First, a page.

5 Ways to Keep Your Kitty Fit
If your cat has been mistaken for a sofa cushion, it’s a strong indication that she needs to move more and eat less. Likewise, if she has a pendulous belly that sways when she moves or a thick layer of fat that covers her ribs. And if she has a flat, broad back from neck to tail — without a waist that tucks in toward her spine between her ribs and hips — it’s time to slim down. An estimated 70 million cats — more than half the domestic cat population in the United States — are overweight or obese, according to a 2010 study conducted by the Association for Pet Obesity Prevention.
All cats require routine health and dental care to stay fit. Don’t be surprised, however, if your veterinarian recommends increasing your cat’s activity level. Unless her fitness improves, your cat will be at risk for heart, respiratory and kidney disease, as well as cancer, diabetes, high blood pressure and ligament injury. In addition, an obese cat will die an estimated 2 1/2 years earlier than a cat with an ideal weight.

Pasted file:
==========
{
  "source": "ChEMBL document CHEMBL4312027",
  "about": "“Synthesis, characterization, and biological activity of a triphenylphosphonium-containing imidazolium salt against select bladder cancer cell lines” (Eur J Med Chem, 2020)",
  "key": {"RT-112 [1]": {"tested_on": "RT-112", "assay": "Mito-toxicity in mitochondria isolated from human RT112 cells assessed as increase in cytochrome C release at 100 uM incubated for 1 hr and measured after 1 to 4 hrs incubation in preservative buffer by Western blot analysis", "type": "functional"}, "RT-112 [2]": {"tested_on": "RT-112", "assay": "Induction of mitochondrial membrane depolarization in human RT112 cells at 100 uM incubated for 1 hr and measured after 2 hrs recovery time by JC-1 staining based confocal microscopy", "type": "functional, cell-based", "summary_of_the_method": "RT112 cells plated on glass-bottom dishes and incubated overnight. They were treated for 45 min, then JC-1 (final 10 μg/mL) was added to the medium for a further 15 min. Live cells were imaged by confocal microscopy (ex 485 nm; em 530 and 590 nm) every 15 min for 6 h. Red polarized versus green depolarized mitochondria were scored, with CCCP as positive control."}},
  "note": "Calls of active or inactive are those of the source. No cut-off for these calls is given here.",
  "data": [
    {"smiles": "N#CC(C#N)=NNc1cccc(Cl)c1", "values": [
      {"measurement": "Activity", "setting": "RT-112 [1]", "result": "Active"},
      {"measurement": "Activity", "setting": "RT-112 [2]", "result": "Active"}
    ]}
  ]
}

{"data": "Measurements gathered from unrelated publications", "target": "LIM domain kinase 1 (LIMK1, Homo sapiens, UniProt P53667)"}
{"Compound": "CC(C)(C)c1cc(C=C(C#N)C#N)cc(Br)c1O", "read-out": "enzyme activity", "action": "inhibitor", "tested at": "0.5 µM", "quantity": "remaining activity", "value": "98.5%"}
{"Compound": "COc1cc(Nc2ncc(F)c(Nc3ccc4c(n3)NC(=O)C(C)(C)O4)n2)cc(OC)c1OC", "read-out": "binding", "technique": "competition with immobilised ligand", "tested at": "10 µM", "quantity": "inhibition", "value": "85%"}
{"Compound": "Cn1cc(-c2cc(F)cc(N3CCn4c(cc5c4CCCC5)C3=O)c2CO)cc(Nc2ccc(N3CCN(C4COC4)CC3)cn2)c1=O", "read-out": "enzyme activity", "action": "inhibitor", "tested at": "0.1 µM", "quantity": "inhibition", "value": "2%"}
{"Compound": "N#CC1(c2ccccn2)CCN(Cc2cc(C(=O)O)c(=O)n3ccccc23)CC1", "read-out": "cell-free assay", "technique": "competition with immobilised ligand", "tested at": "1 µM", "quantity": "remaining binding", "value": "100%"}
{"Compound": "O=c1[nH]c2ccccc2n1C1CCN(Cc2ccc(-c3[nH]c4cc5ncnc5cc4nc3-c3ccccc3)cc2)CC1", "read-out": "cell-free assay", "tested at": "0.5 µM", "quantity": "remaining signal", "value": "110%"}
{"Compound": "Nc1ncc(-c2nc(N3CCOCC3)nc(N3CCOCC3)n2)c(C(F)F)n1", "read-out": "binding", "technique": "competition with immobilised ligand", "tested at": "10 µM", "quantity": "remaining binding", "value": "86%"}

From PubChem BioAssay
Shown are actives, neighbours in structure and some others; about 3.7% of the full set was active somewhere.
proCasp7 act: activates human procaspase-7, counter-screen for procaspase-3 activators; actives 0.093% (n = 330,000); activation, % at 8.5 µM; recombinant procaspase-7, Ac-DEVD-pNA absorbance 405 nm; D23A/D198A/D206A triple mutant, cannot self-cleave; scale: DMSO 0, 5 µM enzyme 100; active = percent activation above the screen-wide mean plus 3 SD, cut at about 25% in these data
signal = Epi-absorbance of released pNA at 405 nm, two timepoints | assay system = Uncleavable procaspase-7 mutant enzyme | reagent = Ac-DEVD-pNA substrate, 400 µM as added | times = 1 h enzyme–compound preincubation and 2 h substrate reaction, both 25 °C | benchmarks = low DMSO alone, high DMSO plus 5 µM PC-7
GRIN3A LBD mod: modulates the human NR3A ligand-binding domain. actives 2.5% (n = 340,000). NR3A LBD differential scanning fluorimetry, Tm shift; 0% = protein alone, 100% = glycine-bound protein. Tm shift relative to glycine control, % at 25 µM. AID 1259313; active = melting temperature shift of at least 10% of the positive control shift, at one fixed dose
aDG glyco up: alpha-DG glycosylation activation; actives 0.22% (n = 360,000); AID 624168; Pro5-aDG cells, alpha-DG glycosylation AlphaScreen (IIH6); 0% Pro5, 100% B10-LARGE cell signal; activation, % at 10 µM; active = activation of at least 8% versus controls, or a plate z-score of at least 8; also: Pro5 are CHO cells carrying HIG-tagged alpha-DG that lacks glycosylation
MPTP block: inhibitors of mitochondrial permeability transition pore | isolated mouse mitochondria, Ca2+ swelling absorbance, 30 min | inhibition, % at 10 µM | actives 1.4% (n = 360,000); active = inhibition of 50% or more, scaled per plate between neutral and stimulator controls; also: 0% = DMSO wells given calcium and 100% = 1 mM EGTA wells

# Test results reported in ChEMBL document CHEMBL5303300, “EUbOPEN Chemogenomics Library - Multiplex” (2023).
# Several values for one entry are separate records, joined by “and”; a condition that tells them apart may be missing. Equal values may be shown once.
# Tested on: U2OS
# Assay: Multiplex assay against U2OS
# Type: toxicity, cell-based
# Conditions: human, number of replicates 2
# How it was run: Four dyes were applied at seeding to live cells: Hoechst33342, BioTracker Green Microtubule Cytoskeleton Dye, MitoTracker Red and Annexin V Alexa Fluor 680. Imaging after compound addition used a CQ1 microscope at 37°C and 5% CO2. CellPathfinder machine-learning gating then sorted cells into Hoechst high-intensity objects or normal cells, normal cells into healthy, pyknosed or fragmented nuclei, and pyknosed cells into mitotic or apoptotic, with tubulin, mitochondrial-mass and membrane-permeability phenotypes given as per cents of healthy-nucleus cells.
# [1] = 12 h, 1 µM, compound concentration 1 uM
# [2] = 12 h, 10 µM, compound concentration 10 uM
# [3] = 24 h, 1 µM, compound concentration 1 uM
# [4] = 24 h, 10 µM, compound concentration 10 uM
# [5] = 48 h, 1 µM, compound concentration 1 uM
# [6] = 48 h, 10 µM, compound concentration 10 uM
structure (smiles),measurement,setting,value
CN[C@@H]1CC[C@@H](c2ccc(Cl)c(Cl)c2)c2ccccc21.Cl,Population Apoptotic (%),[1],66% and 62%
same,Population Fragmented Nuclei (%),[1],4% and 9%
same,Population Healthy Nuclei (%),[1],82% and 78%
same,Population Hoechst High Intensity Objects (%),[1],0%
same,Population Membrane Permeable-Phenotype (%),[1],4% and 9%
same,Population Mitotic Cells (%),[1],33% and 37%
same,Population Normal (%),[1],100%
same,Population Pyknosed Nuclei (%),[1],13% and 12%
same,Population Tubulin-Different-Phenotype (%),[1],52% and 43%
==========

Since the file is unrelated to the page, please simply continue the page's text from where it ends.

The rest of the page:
How much exercise your cat needs will vary with age, breed and existing health conditions. One thing’s for certain: Getting your kitty to move more often will improve her quality of life.
Wondering whether your cat needs a personal trainer? Psych yourself up for the job starting on the next page.